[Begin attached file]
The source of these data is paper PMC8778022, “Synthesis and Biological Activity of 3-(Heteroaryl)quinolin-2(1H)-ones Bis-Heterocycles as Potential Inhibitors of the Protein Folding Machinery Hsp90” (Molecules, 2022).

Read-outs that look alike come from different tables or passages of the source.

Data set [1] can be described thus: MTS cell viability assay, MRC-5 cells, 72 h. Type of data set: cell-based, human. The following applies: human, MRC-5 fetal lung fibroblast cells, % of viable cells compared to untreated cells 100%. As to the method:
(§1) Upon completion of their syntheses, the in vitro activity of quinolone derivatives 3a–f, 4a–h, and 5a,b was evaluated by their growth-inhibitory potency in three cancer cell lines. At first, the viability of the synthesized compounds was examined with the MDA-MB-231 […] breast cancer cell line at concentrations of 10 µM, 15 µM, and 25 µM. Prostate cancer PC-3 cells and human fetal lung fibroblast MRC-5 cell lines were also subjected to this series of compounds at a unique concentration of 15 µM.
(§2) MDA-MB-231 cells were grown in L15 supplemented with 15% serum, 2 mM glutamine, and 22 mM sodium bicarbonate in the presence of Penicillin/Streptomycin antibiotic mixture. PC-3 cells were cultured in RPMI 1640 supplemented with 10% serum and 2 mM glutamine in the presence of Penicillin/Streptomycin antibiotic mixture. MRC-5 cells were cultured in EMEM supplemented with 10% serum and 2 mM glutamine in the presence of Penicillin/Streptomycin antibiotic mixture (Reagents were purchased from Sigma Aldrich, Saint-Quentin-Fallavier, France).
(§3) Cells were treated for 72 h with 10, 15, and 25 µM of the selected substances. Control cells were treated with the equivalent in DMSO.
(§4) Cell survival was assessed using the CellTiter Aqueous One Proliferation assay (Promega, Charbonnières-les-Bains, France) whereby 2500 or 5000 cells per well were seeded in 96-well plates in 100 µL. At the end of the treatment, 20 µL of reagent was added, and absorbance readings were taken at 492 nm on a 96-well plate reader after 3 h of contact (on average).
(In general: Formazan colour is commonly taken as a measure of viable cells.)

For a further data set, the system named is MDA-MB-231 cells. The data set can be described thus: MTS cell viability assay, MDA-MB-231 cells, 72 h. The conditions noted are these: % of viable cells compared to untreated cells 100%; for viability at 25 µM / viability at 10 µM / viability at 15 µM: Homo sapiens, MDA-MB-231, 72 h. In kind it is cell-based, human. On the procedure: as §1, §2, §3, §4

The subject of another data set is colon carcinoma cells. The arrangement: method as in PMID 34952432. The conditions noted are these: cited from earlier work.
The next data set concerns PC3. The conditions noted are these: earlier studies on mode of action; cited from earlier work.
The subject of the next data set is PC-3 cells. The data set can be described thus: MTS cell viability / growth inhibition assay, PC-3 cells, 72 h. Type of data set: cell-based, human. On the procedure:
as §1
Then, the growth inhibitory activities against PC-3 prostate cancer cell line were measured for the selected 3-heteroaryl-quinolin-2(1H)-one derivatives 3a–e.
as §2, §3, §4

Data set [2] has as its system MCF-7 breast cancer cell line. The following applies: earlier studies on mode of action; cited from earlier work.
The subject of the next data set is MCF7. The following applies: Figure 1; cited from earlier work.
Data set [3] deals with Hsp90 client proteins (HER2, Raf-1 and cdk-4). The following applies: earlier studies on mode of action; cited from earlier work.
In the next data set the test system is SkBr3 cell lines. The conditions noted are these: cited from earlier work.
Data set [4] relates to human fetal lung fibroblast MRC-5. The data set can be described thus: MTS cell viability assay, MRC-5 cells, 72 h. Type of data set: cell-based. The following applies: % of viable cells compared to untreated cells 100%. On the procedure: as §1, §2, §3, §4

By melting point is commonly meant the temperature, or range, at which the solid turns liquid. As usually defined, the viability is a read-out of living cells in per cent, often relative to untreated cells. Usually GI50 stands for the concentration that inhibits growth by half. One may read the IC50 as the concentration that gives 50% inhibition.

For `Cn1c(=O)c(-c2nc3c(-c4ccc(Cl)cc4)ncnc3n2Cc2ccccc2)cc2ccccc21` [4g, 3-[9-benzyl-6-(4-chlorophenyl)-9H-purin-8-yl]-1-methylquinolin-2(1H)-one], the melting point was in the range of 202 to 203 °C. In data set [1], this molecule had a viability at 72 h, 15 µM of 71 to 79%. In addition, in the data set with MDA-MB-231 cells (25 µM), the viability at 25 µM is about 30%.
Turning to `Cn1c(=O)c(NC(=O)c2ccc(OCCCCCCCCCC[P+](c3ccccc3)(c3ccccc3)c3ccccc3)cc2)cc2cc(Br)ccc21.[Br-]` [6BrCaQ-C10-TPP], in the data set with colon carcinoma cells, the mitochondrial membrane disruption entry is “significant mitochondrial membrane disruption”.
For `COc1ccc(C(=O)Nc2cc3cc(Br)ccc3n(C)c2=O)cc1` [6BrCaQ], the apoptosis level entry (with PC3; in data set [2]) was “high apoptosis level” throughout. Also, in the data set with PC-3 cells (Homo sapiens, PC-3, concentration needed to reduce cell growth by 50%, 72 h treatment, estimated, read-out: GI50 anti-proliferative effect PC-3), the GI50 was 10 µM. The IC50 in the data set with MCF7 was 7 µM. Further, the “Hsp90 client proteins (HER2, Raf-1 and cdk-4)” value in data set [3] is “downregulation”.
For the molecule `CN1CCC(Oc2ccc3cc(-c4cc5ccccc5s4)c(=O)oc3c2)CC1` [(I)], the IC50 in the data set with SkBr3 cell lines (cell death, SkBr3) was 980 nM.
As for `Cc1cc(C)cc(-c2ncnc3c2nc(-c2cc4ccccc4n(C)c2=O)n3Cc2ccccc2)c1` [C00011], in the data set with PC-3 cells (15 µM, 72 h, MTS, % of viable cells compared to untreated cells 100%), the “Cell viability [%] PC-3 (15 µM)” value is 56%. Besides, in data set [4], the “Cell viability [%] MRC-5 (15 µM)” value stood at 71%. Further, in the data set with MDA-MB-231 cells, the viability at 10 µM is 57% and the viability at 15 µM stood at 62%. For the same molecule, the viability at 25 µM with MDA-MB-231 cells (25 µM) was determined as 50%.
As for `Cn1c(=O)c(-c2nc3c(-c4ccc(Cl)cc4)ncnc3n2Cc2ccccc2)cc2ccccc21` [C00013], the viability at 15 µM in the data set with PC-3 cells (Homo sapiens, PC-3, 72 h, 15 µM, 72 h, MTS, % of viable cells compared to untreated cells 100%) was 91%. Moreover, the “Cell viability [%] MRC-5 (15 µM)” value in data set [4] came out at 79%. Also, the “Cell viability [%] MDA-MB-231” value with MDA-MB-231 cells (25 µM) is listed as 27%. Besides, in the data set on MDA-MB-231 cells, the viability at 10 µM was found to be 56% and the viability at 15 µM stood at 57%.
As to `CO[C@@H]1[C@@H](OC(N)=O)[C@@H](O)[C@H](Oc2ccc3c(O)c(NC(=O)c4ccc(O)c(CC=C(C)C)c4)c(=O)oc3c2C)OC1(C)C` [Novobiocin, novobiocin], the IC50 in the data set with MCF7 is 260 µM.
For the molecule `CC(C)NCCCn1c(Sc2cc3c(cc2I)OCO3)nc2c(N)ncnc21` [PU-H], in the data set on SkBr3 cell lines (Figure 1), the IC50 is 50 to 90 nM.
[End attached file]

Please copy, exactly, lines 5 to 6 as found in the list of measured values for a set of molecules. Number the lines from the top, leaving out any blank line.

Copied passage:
(§2) MDA-MB-231 cells were grown in L15 supplemented with 15% serum, 2 mM glutamine, and 22 mM sodium bicarbonate in the presence of Penicillin/Streptomycin antibiotic mixture. PC-3 cells were cultured in RPMI 1640 supplemented with 10% serum and 2 mM glutamine in the presence of Penicillin/Streptomycin antibiotic mixture. MRC-5 cells were cultured in EMEM supplemented with 10% serum and 2 mM glutamine in the presence of Penicillin/Streptomycin antibiotic mixture (Reagents were purchased from Sigma Aldrich, Saint-Quentin-Fallavier, France).
(§3) Cells were treated for 72 h with 10, 15, and 25 µM of the selected substances. Control cells were treated with the equivalent in DMSO.